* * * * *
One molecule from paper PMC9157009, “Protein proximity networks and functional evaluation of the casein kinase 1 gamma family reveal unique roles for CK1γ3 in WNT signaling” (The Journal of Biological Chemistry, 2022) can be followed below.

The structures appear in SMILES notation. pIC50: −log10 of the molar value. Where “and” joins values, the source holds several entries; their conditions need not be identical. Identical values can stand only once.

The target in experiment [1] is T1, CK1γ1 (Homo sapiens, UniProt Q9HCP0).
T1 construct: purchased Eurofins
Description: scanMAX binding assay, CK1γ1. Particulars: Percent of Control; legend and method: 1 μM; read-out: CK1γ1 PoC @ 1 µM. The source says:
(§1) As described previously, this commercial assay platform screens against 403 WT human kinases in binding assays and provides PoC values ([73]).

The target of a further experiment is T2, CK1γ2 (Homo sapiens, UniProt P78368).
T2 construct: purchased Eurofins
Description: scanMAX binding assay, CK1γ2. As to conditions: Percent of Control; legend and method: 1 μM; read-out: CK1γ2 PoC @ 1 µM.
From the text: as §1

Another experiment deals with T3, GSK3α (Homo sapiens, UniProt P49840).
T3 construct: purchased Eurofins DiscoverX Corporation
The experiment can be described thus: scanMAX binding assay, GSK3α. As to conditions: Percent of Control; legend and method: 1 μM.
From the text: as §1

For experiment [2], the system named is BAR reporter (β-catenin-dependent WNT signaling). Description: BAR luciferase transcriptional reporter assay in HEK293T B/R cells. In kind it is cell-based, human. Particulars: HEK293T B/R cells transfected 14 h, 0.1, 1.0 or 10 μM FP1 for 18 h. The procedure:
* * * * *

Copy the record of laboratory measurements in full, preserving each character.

One molecule from paper PMC9157009, “Protein proximity networks and functional evaluation of the casein kinase 1 gamma family reveal unique roles for CK1γ3 in WNT signaling” (The Journal of Biological Chemistry, 2022) can be followed below.

The structures appear in SMILES notation. pIC50: −log10 of the molar value. Where “and” joins values, the source holds several entries; their conditions need not be identical. Identical values can stand only once.

The target in experiment [1] is T1, CK1γ1 (Homo sapiens, UniProt Q9HCP0).
T1 construct: purchased Eurofins
Description: scanMAX binding assay, CK1γ1. Particulars: Percent of Control; legend and method: 1 μM; read-out: CK1γ1 PoC @ 1 µM. The source says:
(§1) As described previously, this commercial assay platform screens against 403 WT human kinases in binding assays and provides PoC values ([73]).

The target of a further experiment is T2, CK1γ2 (Homo sapiens, UniProt P78368).
T2 construct: purchased Eurofins
Description: scanMAX binding assay, CK1γ2. As to conditions: Percent of Control; legend and method: 1 μM; read-out: CK1γ2 PoC @ 1 µM.
From the text: as §1

Another experiment deals with T3, GSK3α (Homo sapiens, UniProt P49840).
T3 construct: purchased Eurofins DiscoverX Corporation
The experiment can be described thus: scanMAX binding assay, GSK3α. As to conditions: Percent of Control; legend and method: 1 μM.
From the text: as §1

For experiment [2], the system named is BAR reporter (β-catenin-dependent WNT signaling). Description: BAR luciferase transcriptional reporter assay in HEK293T B/R cells. In kind it is cell-based, human. Particulars: HEK293T B/R cells transfected 14 h, 0.1, 1.0 or 10 μM FP1 for 18 h. The procedure: